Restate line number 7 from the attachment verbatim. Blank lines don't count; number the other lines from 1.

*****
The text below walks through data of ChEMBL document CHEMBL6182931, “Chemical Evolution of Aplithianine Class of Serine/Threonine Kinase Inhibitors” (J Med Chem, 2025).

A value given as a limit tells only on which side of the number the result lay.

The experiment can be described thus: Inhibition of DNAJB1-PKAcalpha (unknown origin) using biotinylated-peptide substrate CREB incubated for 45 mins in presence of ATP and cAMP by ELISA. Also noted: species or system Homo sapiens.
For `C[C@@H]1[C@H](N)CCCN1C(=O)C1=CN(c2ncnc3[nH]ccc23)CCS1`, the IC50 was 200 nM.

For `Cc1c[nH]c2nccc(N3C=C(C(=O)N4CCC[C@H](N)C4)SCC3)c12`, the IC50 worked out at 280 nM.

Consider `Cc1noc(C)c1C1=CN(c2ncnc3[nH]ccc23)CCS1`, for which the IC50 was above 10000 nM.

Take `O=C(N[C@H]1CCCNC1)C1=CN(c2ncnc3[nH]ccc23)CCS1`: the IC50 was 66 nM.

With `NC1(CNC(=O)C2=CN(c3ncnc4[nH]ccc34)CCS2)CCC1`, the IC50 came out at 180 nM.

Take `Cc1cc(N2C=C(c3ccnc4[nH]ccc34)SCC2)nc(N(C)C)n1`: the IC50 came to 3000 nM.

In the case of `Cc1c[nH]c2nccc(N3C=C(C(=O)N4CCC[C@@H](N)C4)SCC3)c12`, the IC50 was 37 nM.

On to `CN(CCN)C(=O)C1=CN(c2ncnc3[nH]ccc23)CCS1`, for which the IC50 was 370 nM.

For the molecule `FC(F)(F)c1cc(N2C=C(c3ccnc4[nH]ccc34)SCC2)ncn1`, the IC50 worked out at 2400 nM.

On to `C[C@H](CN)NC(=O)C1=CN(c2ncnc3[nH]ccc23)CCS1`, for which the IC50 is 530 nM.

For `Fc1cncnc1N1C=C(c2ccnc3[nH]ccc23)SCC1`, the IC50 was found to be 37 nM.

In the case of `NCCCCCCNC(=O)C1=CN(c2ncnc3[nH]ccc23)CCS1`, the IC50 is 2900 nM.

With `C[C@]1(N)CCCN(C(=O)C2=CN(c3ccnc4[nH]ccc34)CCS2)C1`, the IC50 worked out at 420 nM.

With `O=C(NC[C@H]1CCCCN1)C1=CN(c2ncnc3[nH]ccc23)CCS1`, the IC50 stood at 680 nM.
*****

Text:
Take `O=C(N[C@H]1CCCNC1)C1=CN(c2ncnc3[nH]ccc23)CCS1`: the IC50 was 66 nM.